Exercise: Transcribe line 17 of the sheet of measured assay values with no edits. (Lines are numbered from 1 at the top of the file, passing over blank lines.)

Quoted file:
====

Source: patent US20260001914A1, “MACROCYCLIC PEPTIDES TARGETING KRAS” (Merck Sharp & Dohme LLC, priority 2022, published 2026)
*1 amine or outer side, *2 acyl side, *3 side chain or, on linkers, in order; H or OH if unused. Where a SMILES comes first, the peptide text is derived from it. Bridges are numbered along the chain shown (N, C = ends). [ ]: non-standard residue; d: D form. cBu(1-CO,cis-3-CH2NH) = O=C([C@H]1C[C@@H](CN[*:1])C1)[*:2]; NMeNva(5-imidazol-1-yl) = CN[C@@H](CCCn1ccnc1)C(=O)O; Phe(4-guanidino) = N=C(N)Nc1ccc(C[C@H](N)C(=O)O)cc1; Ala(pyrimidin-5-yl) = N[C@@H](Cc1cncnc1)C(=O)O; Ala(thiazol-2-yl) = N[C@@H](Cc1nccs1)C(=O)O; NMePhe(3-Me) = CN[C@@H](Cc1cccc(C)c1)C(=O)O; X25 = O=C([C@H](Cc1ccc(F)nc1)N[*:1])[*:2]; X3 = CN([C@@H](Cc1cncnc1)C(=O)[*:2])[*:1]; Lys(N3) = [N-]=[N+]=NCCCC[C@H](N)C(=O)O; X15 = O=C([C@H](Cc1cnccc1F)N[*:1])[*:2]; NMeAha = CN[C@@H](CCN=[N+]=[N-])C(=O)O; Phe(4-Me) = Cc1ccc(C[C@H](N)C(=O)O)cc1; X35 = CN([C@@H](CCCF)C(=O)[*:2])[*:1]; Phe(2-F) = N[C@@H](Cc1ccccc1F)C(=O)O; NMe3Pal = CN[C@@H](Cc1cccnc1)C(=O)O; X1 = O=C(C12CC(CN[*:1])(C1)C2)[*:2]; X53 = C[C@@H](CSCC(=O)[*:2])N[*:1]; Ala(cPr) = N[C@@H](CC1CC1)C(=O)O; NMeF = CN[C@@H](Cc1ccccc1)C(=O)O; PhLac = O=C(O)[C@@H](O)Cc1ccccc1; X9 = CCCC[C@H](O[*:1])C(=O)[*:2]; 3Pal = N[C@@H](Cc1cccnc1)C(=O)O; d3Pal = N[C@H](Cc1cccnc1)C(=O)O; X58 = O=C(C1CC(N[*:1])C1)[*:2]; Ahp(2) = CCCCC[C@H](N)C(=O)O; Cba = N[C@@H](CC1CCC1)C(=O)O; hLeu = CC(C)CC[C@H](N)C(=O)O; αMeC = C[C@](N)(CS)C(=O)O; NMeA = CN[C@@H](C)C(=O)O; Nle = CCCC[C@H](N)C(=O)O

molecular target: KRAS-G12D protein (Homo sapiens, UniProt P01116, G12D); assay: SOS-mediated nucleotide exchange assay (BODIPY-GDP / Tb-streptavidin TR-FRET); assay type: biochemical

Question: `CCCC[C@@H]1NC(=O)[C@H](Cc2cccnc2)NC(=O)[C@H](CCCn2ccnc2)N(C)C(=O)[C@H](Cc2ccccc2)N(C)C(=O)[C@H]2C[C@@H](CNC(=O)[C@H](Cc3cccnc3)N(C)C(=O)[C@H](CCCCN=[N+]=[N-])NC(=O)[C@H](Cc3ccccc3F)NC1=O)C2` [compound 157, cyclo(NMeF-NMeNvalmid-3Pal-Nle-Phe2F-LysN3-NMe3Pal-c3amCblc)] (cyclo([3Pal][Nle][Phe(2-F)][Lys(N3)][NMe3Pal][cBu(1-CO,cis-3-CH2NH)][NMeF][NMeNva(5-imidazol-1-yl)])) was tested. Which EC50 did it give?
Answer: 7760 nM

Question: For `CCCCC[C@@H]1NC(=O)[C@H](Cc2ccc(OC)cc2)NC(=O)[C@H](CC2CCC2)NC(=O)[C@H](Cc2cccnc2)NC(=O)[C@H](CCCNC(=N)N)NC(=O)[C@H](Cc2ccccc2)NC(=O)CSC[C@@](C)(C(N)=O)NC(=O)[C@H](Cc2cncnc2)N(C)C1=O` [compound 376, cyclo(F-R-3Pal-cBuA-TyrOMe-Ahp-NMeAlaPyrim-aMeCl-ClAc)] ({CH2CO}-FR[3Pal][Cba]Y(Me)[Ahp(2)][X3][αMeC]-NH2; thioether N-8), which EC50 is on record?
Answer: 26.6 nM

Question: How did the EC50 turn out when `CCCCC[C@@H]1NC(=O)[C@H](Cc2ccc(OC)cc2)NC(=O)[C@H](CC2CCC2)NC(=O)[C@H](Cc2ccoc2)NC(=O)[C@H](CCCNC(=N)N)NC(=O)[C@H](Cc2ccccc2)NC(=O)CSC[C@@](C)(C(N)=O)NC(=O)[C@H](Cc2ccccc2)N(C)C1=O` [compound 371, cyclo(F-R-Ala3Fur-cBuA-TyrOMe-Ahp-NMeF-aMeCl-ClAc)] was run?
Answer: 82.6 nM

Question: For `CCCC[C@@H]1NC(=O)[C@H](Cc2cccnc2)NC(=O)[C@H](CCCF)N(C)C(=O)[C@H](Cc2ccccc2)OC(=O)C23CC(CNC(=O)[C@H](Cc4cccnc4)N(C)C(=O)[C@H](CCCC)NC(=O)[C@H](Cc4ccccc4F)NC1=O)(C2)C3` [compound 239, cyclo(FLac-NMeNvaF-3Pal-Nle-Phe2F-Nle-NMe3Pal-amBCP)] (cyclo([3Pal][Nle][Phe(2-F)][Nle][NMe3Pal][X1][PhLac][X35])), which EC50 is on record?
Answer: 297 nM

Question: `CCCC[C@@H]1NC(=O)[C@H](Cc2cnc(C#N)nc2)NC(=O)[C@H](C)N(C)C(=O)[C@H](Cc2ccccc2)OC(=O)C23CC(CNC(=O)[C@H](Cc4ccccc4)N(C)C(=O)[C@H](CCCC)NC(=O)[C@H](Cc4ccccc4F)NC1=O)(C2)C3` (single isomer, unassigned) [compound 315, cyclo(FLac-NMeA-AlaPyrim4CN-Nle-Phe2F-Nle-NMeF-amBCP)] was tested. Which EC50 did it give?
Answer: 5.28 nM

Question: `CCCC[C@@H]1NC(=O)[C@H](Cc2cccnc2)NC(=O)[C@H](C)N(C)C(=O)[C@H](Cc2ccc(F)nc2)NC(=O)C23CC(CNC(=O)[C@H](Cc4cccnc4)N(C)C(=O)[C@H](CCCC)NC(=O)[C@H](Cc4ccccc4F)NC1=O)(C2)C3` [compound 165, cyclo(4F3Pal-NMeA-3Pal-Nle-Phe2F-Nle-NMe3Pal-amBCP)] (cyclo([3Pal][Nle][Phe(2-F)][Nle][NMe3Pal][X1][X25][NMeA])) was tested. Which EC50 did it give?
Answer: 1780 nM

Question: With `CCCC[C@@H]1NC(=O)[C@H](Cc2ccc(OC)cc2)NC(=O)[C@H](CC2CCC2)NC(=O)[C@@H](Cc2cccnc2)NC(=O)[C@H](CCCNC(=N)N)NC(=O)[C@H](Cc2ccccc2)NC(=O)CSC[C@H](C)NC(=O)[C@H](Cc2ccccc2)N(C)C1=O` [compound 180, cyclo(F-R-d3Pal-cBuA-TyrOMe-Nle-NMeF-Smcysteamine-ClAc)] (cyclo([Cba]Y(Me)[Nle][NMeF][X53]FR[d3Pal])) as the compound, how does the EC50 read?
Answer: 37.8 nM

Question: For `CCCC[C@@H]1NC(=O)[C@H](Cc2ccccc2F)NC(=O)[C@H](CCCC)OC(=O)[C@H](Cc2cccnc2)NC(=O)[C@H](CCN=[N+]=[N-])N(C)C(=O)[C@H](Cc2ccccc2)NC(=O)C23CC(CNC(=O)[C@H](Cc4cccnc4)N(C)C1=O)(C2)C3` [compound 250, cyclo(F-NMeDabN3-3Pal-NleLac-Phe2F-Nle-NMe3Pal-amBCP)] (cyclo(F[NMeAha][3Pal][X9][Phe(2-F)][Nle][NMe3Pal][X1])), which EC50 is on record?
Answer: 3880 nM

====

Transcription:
Answer: 37.8 nM